The Politics of Killing
Fifteen years after the Chuck E. Cheese massacre in Aurora, the shooter is still on death row. Nathan Dunlap's only hope that his life might be spared is Colorado Governor Bill Ritter.
A NEW DISTRICT ATTORNEY NAMED BILL RITTER HEARS THE NEWS
When Denver District Attorney Bill Ritter woke up the next morning, reports of the Chuck E. Cheese killings were all over the local and national news. It was beginning to seem as if the year—and the violence—were never going to end. The wave of violence started in January, when a robber murdered a grandmother in her home in Park Hill. In May, a 10-month-old was nearly killed by a stray bullet at the Denver Zoo; in July, two gang members robbed and beat a woman and killed her husband in Capitol Hill. The local media dubbed it the "Summer of Violence" and ran death totals on the front pages. In Colorado, the Christmastime bloodbath at a Chuck E. Cheese was a macabre but fitting end to the year.
The violence in the city was a microcosm of the crime epidemic spreading around the nation. And what made the violence all the more disturbing, aside from the frequency and depravity, was how young the killers were. Often the offenders were trigger-happy gangbangers. Driving the violence, so went the consensus in the law enforcement community, was crack. As the drugs went, so did the gangs, and by the early 1990s, both had a chokehold on America's inner cities. Juvenile murder rates had tripled nationally. John Dilulio, a political scientist at the Brookings Institution, even coined a name for this new breed of young criminals: "superpredators." The public wanted justice—or maybe vengeance—with 80 percent of Americans supporting the death penalty. Law enforcement, prosecutors, and especially politicians quickly took up the rallying cry.
Michael Dukakis' 1988 Democratic presidential campaign was derailed when Republicans started running attack ads featuring unnerving images of Willie Horton, an African-American rapist. While Dukakis was governor of Massachusetts, Horton had been granted a weekend furlough from prison, and he raped again. Congressman Newt Gingrich helped the GOP take both the House and the Senate in 1994 with a "Contract with America" that promised increased funding for prison construction, tougher sentencing, and a stronger death-penalty law. In that political climate, even progressive Democrats—at least the most successful ones—were seizing on the political power of the death penalty. In 1992, an Arkansas governor named Bill Clinton received a clemency petition on behalf of Rickey Ray Rector, a mentally retarded man on death row. (After killing a police officer, Rector had shot himself in the head, effectively lobotomizing himself.) Clinton had long been opposed to the death penalty, but now he was running for president of the United States. Clinton denied Rector's petition. It took the executioner an hour to find the right vein.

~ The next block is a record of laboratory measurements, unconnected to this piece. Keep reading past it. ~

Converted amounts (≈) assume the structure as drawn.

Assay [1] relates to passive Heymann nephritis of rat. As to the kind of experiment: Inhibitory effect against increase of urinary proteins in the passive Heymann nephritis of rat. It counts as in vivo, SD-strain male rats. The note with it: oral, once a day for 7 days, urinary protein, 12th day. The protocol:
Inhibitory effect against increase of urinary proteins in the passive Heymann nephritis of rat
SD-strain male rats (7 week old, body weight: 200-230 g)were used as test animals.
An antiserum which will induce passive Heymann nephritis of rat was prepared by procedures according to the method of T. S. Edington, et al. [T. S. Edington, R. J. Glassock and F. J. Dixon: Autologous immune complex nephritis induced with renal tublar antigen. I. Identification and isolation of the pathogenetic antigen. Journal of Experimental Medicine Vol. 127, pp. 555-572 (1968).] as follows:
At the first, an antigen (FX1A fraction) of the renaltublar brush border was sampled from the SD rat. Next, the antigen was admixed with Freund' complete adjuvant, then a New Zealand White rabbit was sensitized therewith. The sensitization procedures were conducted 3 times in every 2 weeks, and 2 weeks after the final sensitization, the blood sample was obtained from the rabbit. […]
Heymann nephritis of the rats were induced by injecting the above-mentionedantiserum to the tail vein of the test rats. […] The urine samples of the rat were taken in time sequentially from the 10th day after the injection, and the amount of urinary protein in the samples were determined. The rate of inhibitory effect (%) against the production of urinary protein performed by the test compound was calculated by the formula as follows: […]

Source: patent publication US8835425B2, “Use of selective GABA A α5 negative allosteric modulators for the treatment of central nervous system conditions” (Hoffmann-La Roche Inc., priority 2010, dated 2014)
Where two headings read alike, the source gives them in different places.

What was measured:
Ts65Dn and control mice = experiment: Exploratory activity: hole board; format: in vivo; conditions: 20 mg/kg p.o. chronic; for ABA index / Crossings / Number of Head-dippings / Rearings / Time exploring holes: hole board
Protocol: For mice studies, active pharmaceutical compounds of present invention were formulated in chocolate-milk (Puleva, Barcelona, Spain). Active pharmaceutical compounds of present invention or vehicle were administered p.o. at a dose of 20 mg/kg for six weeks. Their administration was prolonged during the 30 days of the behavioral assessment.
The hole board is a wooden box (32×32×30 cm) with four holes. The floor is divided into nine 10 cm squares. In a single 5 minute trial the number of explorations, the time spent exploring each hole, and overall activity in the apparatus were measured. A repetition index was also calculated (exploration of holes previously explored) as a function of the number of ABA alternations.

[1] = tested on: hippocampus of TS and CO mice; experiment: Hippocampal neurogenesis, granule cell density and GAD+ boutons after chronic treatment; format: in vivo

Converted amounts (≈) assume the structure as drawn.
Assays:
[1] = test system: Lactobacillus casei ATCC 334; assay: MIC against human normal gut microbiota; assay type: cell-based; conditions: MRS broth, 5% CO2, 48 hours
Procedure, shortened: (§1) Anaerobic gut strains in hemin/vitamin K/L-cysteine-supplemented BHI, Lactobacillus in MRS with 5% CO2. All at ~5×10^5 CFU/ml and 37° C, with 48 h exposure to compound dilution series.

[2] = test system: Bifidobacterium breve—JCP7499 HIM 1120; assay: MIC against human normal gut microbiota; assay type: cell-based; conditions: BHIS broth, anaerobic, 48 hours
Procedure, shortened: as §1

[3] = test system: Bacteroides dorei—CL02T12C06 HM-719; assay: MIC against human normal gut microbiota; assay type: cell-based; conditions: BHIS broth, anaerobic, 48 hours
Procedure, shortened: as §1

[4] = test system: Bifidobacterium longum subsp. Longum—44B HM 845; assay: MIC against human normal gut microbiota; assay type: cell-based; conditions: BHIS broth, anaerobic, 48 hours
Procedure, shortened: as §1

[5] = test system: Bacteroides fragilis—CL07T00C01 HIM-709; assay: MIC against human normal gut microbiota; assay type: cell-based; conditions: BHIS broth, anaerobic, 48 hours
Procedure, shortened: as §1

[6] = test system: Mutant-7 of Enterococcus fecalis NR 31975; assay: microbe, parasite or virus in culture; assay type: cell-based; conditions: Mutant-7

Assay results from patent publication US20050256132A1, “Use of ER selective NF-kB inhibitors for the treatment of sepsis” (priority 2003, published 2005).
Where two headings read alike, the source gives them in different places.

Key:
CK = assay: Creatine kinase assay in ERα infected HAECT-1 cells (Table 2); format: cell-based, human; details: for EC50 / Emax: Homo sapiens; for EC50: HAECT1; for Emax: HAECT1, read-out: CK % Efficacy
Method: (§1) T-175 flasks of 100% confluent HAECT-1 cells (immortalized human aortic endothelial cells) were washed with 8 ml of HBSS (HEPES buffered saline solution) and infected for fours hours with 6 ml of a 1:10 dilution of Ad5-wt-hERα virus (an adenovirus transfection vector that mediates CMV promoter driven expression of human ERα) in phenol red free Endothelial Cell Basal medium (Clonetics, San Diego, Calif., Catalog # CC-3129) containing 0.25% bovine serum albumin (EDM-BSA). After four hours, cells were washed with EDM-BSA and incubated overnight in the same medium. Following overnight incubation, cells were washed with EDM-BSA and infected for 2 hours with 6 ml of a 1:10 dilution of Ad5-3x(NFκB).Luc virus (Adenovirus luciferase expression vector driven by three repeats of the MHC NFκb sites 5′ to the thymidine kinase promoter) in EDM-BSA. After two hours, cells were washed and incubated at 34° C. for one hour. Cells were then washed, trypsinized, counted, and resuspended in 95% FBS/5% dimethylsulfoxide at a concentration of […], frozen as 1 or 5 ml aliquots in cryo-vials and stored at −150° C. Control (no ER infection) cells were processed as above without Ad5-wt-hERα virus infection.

Like a young Bill Clinton, the young Bill Ritter had what he described as "some very strong reservations" about the death penalty. It was not so much a political view as it was a belief rooted in his religion. Ritter was born into a Catholic family of 12 children, all raised on a five-acre farm in what is now Aurora. The Ritters took their faith seriously, and perhaps none more so than Bill, who spent two years at a Catholic high school seminary in Texas before deciding that he didn't want to become a priest. It was then, in the early 1980s, that a career in law as a Denver deputy district attorney presented itself as a suitable calling. After all, wasn't the pursuit of justice a way of serving a just and merciful God?
Although he was a Democrat, Ritter was pro-life, his church's Catholic doctrine advocating for the sanctity of life for the born and unborn. Ritter opposed abortion, with exceptions—rape, incest, and health of the mother—and had publicly expressed his "personal doubts" about the death penalty. And Ritter's deeply rooted convictions threatened to undermine a tremendous professional opportunity at the beginning of the summer of 1993, when Governor Roy Romer was looking for a district attorney. The current DA, Norm Early, was burned out and wanted to retire; a search committee had recommended that the governor consider Ritter for the post. Considering the political climate, one of the things Romer needed to know was whether Ritter would pursue a death-penalty sentence to the end. Ritter assured the governor he would; that he would subjugate his "personal doubts" to the law of the state and the beliefs of the voters, and Romer appointed him DA.
Ritter didn't have that much to worry about when it came to actually reconciling his faith's doctrine of protecting life with his professional commitment to implementing a death sentence. Colorado hadn't executed anyone in more than 25 years. Out of 77 potential capital punishment cases, only seven men had been sentenced to death across the state, and none, so far, had been executed. More frequently, juries, stymied by one reluctant juror, hadn't been willing to execute. When the two gang members killed that husband in Capitol Hill, only weeks after DA Ritter took office, it seemed like he would face his first test. The court of public opinion wanted a life for a life. Legally, though, there was no way Ritter's office could secure a death sentence in the case. Police weren't sure which gang member had pulled the trigger in Capitol Hill. And because the Chuck E. Cheese murders happened in Aurora, outside the Denver DA's jurisdiction, Ritter wouldn't have to consider the Nathan Dunlap matter either. At least not yet.